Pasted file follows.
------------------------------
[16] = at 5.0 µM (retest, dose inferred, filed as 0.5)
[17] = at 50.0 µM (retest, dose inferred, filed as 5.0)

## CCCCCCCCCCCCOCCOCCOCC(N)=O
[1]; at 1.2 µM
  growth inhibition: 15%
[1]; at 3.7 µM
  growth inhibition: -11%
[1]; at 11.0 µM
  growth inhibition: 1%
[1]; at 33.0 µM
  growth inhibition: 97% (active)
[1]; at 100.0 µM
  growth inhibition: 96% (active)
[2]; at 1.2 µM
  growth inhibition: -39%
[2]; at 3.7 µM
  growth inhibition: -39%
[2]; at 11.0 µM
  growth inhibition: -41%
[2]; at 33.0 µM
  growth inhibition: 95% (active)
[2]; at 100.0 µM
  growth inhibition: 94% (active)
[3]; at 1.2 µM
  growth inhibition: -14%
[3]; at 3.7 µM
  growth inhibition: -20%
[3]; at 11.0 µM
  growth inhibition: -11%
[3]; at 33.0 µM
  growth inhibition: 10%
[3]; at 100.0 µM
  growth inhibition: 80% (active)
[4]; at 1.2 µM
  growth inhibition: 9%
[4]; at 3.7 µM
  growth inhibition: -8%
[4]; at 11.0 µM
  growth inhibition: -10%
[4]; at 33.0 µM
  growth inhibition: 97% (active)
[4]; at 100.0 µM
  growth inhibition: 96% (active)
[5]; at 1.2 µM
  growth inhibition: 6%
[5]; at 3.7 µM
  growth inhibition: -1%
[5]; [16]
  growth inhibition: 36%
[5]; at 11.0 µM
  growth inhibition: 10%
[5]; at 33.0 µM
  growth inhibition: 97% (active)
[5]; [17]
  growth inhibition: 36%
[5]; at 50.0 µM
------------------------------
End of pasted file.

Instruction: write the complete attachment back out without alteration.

[16] = at 5.0 µM (retest, dose inferred, filed as 0.5)
[17] = at 50.0 µM (retest, dose inferred, filed as 5.0)

## CCCCCCCCCCCCOCCOCCOCC(N)=O
[1]; at 1.2 µM
  growth inhibition: 15%
[1]; at 3.7 µM
  growth inhibition: -11%
[1]; at 11.0 µM
  growth inhibition: 1%
[1]; at 33.0 µM
  growth inhibition: 97% (active)
[1]; at 100.0 µM
  growth inhibition: 96% (active)
[2]; at 1.2 µM
  growth inhibition: -39%
[2]; at 3.7 µM
  growth inhibition: -39%
[2]; at 11.0 µM
  growth inhibition: -41%
[2]; at 33.0 µM
  growth inhibition: 95% (active)
[2]; at 100.0 µM
  growth inhibition: 94% (active)
[3]; at 1.2 µM
  growth inhibition: -14%
[3]; at 3.7 µM
  growth inhibition: -20%
[3]; at 11.0 µM
  growth inhibition: -11%
[3]; at 33.0 µM
  growth inhibition: 10%
[3]; at 100.0 µM
  growth inhibition: 80% (active)
[4]; at 1.2 µM
  growth inhibition: 9%
[4]; at 3.7 µM
  growth inhibition: -8%
[4]; at 11.0 µM
  growth inhibition: -10%
[4]; at 33.0 µM
  growth inhibition: 97% (active)
[4]; at 100.0 µM
  growth inhibition: 96% (active)
[5]; at 1.2 µM
  growth inhibition: 6%
[5]; at 3.7 µM
  growth inhibition: -1%
[5]; [16]
  growth inhibition: 36%
[5]; at 11.0 µM
  growth inhibition: 10%
[5]; at 33.0 µM
  growth inhibition: 97% (active)
[5]; [17]
  growth inhibition: 36%
[5]; at 50.0 µM